Thus, not surprisingly, the provision of bandwidth - and reliable connectivity - stands right at the top of the priorities for any group of organisers.
This year, it was the same and all bases had been covered - until the floods came along and forced a lot of rethinking.
Jared Ring (below), a 28-year-old academic from the Queensland University of Technology, is the networking guru for the Brisbane conference. Along with James Iseppi, he has spent several sleepless nights, shifting things over from the expected venue - the Gardens Point campus of QUT - to what became the venue - the Kelvin Grove campus of the same university.
"I wanted QUT to host an LCA long before this," Ring told iTWire at the network operations centre this morning. "A few years back I approached Linux Australia and they told me that I would have to come through the local Linux user group, HUMBUG."
But when the dream came true, nature rebelled. When the floods forced a change of venue, a massive amount of physical work was required. "We were able to keep the network design basically the same," Ring said. "Even the old port numbers are still there."
The fact that the Kelvin Grove campus is a hilly one didn't help; just getting around is a tiring business.
QUT had already provisioned network trunks at the Gardens Point campus. The shift over was facilitated by the fact that the organisers were able to use the QUT Campus network. Due to this a lot of the administrative work could be done remotely.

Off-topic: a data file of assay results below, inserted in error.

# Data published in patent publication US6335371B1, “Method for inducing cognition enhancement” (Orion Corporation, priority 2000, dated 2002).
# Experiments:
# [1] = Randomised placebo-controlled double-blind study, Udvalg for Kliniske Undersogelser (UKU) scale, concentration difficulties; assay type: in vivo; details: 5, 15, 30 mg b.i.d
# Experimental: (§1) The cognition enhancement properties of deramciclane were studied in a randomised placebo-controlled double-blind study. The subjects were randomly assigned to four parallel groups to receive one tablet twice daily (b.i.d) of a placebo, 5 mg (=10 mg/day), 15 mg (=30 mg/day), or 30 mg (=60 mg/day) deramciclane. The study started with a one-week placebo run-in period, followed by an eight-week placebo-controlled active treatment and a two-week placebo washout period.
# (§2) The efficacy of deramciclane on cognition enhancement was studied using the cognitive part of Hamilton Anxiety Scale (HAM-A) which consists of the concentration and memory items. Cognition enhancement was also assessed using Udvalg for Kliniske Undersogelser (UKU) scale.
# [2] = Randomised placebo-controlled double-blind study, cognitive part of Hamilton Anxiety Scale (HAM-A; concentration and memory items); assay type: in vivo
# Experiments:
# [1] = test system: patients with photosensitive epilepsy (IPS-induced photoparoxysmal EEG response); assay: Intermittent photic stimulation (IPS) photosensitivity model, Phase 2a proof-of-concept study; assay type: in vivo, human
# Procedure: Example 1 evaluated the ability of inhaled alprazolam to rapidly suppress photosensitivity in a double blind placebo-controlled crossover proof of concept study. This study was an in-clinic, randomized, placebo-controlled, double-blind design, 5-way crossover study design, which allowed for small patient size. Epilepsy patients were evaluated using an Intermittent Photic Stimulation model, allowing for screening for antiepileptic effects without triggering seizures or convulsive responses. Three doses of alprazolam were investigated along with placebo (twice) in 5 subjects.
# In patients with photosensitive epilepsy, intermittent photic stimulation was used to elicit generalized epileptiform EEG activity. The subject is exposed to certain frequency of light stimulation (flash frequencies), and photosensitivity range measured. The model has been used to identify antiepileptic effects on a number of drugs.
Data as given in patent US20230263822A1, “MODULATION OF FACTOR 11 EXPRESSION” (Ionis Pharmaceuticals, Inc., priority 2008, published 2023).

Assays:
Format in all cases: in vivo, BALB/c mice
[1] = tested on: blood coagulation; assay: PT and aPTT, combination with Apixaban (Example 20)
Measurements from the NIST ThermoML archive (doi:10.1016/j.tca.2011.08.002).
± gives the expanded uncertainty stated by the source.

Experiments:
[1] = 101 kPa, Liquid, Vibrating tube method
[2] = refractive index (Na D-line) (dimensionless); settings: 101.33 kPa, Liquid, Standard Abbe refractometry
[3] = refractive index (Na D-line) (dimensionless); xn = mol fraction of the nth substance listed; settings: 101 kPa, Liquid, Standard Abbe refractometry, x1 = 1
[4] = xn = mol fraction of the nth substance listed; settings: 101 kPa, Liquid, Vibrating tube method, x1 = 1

"The QUT network staff have been incredibly supportive," Ring said. "Without them, we would probably have found it very. very difficult to provide what we have."
One of the problems was with Urbanest, a hotel in South Bank close to the old venue, where a sizeable number of delegates are staying.
"Our biggest concern was to get the conference network to Urbanest," said Ring. "One of the buildings at the old venue was under water and I had to get in under escort to set up a line-of-sight link."
There was no power at Urbanest until last Thursday (January 20), hence it was impossible to set up the wireless access points needed.
"It had to be done on Sunday when delegates were arriving," said Ring. "We have been able to provide at least a majority of the people there with network access. And the network at the conference is working fine."
The conference's main connection to the internet, provided by AARNET, had also been provisioned for Gardens Point; that had to be changed as well.
One of the downsides of all this last-minute work is that, in the last month, Ring has not seen much of his wife, Thanh, and their 18-month-old daughter Victoria. He hasn't been able to put in much work at his regular job either.
He's happy that things have worked out as well as they have. "We've had to shift only one event, the speakers' dinner. The other events are going ahead at the venues as scheduled. It's a good reason to feel satisfied."